WHAT IS MAMMOGRAM?

A mammogram is an x-ray picture of the breast. It can be used to check for breast cancer in women who have no signs or symptoms of the disease. It can also be used if you have a lump or other sign of breast cancer.

Screening mammography is the type of mammogram that checks you when you have no symptoms. It can help reduce the number of deaths from breast cancer among women ages 40 to 70. But it can also have drawbacks. Mammograms can sometimes find something that looks abnormal but isn’t cancer. This leads to further testing and can cause you anxiety. Sometimes mammograms can miss cancer when it is there. It also exposes you to radiation. You should talk to your doctor about the benefits and drawbacks of mammograms. Together, you can decide when to start and how often to have a mammogram.

Mammograms are also recommended for younger women who have symptoms of breast cancer or who have a high risk of the disease. When you have a mammogram, you stand in front of an x-ray machine. The person who takes the x-rays places your breast between two plastic plates. The plates press your breast and make it flat. This may be uncomfortable, but it helps get a clear picture. You should get a written report of your mammogram results within 30 days.

COMMON QUESTIONS ABOUT BREAST CANCER

WHAT IS BREAT CANCER?

Breast cancer is a malignant tumor that starts in the cells of the breast. Although breast cancer is a common form of cancer in women, male breast cancer does occur and accounts for about 1% of all cancer deaths in men.

HOW IS BREAST CANCER DIAGNOSED?

While the majority of new breast cancers are diagnosed as a result of an abnormality seen on a mammogram or lump, a change in consistency of the breast tissue can also be a warning sign of the disease. For this reason, it is important that any new breast mass, lump or a change in the consistency of the breast tissue should be checked by a health care professional experienced in diagnosing breast diseases. If abnormalities are found by a screening mammogram, the following are additional tests that can be used by physicians to diagnose breast cancer:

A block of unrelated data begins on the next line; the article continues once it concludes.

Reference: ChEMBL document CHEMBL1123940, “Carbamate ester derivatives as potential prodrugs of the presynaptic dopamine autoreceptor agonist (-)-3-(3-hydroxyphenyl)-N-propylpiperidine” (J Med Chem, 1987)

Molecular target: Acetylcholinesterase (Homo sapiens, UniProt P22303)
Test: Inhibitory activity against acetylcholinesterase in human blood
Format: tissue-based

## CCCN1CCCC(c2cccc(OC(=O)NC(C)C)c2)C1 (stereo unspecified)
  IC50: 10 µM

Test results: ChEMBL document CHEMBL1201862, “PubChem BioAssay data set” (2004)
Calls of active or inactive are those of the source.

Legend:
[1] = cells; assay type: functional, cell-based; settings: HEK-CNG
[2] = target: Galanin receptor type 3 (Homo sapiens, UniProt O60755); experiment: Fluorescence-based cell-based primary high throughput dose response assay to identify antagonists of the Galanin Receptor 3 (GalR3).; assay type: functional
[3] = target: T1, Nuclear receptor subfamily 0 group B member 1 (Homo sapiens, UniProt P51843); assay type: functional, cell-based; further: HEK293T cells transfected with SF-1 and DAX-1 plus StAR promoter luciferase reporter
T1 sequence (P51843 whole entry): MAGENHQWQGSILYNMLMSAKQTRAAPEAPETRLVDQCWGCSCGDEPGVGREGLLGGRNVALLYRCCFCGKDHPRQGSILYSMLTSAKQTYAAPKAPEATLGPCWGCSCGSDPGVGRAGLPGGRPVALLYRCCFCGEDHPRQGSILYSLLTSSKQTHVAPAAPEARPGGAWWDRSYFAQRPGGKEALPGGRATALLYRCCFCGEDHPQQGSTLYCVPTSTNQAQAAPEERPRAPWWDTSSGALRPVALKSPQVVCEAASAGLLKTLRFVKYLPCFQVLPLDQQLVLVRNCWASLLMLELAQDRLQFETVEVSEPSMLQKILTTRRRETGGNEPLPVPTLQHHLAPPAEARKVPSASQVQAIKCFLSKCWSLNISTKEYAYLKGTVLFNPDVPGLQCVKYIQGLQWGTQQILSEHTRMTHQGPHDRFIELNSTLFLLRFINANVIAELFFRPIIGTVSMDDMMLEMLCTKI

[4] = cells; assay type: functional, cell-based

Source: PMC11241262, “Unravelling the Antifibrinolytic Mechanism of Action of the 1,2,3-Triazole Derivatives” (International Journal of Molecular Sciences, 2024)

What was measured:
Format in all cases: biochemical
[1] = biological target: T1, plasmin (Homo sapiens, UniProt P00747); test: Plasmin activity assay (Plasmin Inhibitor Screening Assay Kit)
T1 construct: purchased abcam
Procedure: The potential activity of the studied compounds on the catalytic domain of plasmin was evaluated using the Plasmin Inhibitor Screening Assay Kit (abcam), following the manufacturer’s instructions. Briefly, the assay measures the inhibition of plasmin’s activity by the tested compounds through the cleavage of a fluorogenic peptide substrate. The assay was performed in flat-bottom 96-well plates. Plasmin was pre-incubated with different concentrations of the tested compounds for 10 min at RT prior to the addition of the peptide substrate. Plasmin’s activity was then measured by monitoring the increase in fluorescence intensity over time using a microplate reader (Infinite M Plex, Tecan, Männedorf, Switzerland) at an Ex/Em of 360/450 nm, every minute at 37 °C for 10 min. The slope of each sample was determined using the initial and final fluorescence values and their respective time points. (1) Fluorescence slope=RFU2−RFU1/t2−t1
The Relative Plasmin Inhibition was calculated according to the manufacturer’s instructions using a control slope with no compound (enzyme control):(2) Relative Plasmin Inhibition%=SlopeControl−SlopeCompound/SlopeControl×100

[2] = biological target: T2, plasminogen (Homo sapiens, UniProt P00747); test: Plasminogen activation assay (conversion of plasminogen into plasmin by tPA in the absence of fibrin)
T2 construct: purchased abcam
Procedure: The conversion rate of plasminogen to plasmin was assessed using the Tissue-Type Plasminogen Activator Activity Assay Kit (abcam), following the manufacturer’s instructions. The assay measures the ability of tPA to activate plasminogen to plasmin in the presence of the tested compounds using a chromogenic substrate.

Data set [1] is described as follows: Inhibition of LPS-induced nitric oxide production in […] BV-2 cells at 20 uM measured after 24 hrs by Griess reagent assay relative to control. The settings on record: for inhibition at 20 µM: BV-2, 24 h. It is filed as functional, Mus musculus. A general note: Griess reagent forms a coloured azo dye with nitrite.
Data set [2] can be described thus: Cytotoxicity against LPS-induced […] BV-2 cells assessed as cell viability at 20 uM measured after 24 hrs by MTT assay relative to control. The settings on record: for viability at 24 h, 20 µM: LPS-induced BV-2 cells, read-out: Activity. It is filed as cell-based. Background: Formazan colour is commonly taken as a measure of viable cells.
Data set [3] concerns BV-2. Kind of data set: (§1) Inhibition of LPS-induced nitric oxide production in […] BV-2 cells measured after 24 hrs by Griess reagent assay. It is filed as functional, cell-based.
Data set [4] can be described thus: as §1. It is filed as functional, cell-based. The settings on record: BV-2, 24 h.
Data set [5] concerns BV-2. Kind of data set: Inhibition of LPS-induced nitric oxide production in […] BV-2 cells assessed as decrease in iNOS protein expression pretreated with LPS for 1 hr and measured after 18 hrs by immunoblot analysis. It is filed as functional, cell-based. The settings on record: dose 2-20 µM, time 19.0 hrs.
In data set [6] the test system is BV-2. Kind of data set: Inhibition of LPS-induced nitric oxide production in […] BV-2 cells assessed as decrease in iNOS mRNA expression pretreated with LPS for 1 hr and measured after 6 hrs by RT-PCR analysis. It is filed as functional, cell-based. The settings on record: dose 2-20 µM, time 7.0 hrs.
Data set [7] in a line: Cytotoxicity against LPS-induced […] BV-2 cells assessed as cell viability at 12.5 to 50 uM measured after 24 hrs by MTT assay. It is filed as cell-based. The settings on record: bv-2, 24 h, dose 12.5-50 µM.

• Ultrasound
  • MRI
  • Diagnostic Mammogram – a more detailed x-ray of the breast
  • Biopsy
WHEN SHOULD BREAST BE EXAMINED?

Every month, one week after your period is the best time. Your breasts are softer and easier to examine. The breasts are examined for two reasons:

  1. To get to know what is normal for you
  2. To discover any changes in them early

If you’ve stopped having periods, do it on the same date every month.

WHAT ARE THE SIGNS AND SYMPTOMS OF BREAST CANCER?

The main symptoms include:

  • A lump or thickening of an area of the breast that does not disappear after a reasonable period of time
  • Changes in the size or shape of the breast
  • Changes in the skin of the breast such as dimpling, puckering or a rash
  • Breast pain that does not go away after a reasonable period of time
  • Inverted nipple or unusual nipple discharge
WHAT ARE THE RISK FACTORS OF BREAST CANCER?

The actual cause of breast cancer is unknown, but the following risk factors have been linked to the disease:

  • Heredity/genetic predisposition – any woman who has a female relative, on maternal side of her family with breast cancer.
  • Early commencement of menstruation (before 12 years) and late onset of menopause (after 50 years)
  • Having a first baby at a late age (after 30 years) or having no children
  • Obesity/overweight
HOW IS BREAST CANCER TREATED?

Breast cancer is treated in several ways. It depends on the kind of breast cancer and how far it has spread. People with breast cancer often get more than one kind of treatment.

  • Surgery: An operation where doctors cut out and remove cancer issue.
  • Chemotherapy: Drugs to shrink or kill the cancer. The drug can be pills you take or medicines given through an intravenous (IV) tube, or, sometimes, both.
  • Hormonal therapy: Hormonal treatment is used to block  cancer cells from getting the hormones they need to grow.
  • Radiation: The use of high-energy rays (similar to X-rays) to kill the cancer cells.
HOW TO DO A SELF EXAM?

Take a few minutes to examine your breast every month to help with the early discovery of breast cancer. This should be a lifetime habit that could save your life.

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